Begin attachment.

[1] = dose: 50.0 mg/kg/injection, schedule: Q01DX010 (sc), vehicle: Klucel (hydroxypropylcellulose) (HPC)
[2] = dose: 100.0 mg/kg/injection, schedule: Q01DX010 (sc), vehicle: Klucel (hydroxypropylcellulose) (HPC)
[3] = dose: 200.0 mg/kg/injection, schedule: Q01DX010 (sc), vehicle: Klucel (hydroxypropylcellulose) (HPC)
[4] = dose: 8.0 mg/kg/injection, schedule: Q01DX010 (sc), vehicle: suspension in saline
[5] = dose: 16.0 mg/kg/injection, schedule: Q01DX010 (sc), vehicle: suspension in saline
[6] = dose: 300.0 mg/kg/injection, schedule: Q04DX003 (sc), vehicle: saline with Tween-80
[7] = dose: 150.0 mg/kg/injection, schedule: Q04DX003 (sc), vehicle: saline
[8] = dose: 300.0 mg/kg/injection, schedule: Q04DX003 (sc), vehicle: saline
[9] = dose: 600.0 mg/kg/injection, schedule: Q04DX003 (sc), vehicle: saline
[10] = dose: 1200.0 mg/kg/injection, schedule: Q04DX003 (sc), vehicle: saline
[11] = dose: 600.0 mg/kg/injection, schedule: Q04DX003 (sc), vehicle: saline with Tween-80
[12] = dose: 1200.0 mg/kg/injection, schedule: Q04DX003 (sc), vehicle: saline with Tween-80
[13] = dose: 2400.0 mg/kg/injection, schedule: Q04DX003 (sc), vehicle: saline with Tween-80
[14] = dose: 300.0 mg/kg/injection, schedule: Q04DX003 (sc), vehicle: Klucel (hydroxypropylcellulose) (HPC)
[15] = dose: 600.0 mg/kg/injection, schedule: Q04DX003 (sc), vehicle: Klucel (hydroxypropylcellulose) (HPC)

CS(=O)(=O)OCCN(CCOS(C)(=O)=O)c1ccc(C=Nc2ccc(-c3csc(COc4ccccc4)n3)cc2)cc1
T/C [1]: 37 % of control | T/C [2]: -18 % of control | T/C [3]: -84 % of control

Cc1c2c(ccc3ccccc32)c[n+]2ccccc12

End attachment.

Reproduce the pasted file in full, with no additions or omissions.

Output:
[1] = dose: 50.0 mg/kg/injection, schedule: Q01DX010 (sc), vehicle: Klucel (hydroxypropylcellulose) (HPC)
[2] = dose: 100.0 mg/kg/injection, schedule: Q01DX010 (sc), vehicle: Klucel (hydroxypropylcellulose) (HPC)
[3] = dose: 200.0 mg/kg/injection, schedule: Q01DX010 (sc), vehicle: Klucel (hydroxypropylcellulose) (HPC)
[4] = dose: 8.0 mg/kg/injection, schedule: Q01DX010 (sc), vehicle: suspension in saline
[5] = dose: 16.0 mg/kg/injection, schedule: Q01DX010 (sc), vehicle: suspension in saline
[6] = dose: 300.0 mg/kg/injection, schedule: Q04DX003 (sc), vehicle: saline with Tween-80
[7] = dose: 150.0 mg/kg/injection, schedule: Q04DX003 (sc), vehicle: saline
[8] = dose: 300.0 mg/kg/injection, schedule: Q04DX003 (sc), vehicle: saline
[9] = dose: 600.0 mg/kg/injection, schedule: Q04DX003 (sc), vehicle: saline
[10] = dose: 1200.0 mg/kg/injection, schedule: Q04DX003 (sc), vehicle: saline
[11] = dose: 600.0 mg/kg/injection, schedule: Q04DX003 (sc), vehicle: saline with Tween-80
[12] = dose: 1200.0 mg/kg/injection, schedule: Q04DX003 (sc), vehicle: saline with Tween-80
[13] = dose: 2400.0 mg/kg/injection, schedule: Q04DX003 (sc), vehicle: saline with Tween-80
[14] = dose: 300.0 mg/kg/injection, schedule: Q04DX003 (sc), vehicle: Klucel (hydroxypropylcellulose) (HPC)
[15] = dose: 600.0 mg/kg/injection, schedule: Q04DX003 (sc), vehicle: Klucel (hydroxypropylcellulose) (HPC)

CS(=O)(=O)OCCN(CCOS(C)(=O)=O)c1ccc(C=Nc2ccc(-c3csc(COc4ccccc4)n3)cc2)cc1
T/C [1]: 37 % of control | T/C [2]: -18 % of control | T/C [3]: -84 % of control

Cc1c2c(ccc3ccccc32)c[n+]2ccccc12